Militia Leader Allegedly Posed as Cartel Hitman to Extort $250,000 From Followers
Russell Bolton claimed cartels were going to overrun rural Washington. Then his followers started getting threats from an alleged gangster.
The letters sounded like one of John “Russell” Bolton’s darkest prophecies come true. For years, Bolton had warned his right-wing militia that drug cartels would soon come to conquer rural Washington state. Now a man with a Hispanic-sounding name and possible cartel ties was sending Bolton’s friends letters extorting them for up to $250,000.
But the letters weren’t from the cartel, authorities say. They were part of an alleged scheme that saw Bolton blackmail, assault, and fake a kidnapping against members of his militia, the Stevens County Assembly. After going on the run, Bolton was captured in West Virginia this week on five counts of extortion and one count of attempted theft.
Bolton launched the Stevens County Assembly in 2010, the same year he finished last in a county sheriff’s election. (He campaigned alongside a prominent member of the fringe-right “constitutional sheriffs” movement, the Spokesman-Review reported.)
With his law enforcement dreams on the rocks, Bolton built up the Stevens County Assembly and used its website to rail against Muslims, immigration, and the left.
“BEING A CONSERVATIVE JUST DOESN'T CUT IT ANY LONGER!” Bolton wrote on the group’s site. “YOU ARE EITHER A TRUE GOD FEARING PATRIOT OR YOU ARE THE ENEMY!”
Many of his writings promoted debunked conspiracy theories, or bashed law enforcement as ill-equipped to fight the immigrants and Muslims he said were coming to take over his rural county.
“Do you believe that our Commissioners and Sheriff's Departments are trained in Counter Insurgency, Political and Social Insurgency?” he wrote in one online missive. “Of course, they aren't. So how will they deal with the spill over effects that are certain to occur in the rural areas? Cartels and petty drug gangs will move out into the surrounding areas as the Islamics dominate the human terrain in the cities, as documented in FBI studies.”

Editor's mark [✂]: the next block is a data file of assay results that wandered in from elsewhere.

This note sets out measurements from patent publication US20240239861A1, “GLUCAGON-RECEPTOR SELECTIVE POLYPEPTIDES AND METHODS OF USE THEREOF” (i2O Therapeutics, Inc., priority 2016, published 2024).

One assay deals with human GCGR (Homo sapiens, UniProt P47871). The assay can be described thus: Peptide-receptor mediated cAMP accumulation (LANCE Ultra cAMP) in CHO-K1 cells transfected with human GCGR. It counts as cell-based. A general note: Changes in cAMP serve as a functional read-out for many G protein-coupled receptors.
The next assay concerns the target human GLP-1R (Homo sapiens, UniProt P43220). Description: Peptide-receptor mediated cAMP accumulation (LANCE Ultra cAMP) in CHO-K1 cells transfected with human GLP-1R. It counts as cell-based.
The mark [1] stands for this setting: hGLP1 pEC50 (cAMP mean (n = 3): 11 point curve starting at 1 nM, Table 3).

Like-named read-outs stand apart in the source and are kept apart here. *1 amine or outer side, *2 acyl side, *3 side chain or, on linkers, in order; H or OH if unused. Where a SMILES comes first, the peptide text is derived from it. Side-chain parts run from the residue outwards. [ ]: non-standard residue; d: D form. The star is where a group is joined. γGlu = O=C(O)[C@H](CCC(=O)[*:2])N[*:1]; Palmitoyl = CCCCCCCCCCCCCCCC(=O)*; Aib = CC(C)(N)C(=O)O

On February 26, the threat appeared to come true for two of Bolton’s associates. One found a letter taped to a gate outside his girlfriend’s house, according to court documents reviewed by the Spokesman-Review. The other found a copy taped to a tree on her nearby property. Both letters were signed by “Alessio Don De Grande,” who suggested he was connected to cartels. “De Grande” demanded $10,000, or he would hurt the targets’ families.
Two days later, another couple found an envelope on their windshield, threatening to kill them and their families if they didn’t pay $250,000.
Both couples devised plots of their own before going to the police. One, who had been instructed to leave $10,000 in an envelope in their mailbox, put an envelope full of purple dye in the mailbox and hid a camera nearby. The other complied with the writer’s demand that they tie a red ribbon around a tree to show that they’d received the letter.
The couples eventually went to the police, who realized that both were associated with Bolton and the Stevens County Assembly. Detectives scheduled a meeting with Bolton, who reportedly spoke at length about his work in “counter-insurgency training” and accused another man of sending the letters.
On March 28, Bolton called police to report that someone had sent him threatening emails. When police asked for the emails, Bolton told them he could no longer access them because his computer had been hacked. He told officers that threats were “common in his work,” and also claimed a red pickup truck was following him.
But the next attack came at Bolton’s hands, authorities allege. On April 3, he allegedly visited an associate at his home, and shoved the man down the stairs. Bolton allegedly put a bag over the man’s bleeding head and punched him, before backing off. Bolton allegedly chained tactics and claimed someone had kidnapped his wife, and that he needed $100,000 to pay off the ransom.
The associate believed him. At the hospital, the victim allegedly lied to clear Bolton’s name, then sold off his stock portfolio so he could present Bolton with a $100,000 check. The payout was most of the victim’s life savings, he told police, but he wanted the alleged kidnappers to release Bolton’s wife.
In an email to the Stevens County Assembly shortly thereafter, Bolton allegedly told followers that three men were following them, and that he was relocating. “WA state is being over-run by socialist/liberals and there doesn’t seem to be any organized force who will stop them,” he wrote.
A local judge issued an arrest warrant for him on April 22. He was eventually captured Monday night in West Virginia, and is in the process of being extradited to Washington.
Some of his group still supports him.
Tami Burns, a member of the Stevens County Assembly said she didn’t believe the allegations against Bolton.
“He’s not a threat,” she told The Daily Beast. “He’s not a threat and any accusations that he harmed anyone in our group is a lie.”
Asked what actually happened with Bolton, Burns said she didn’t know.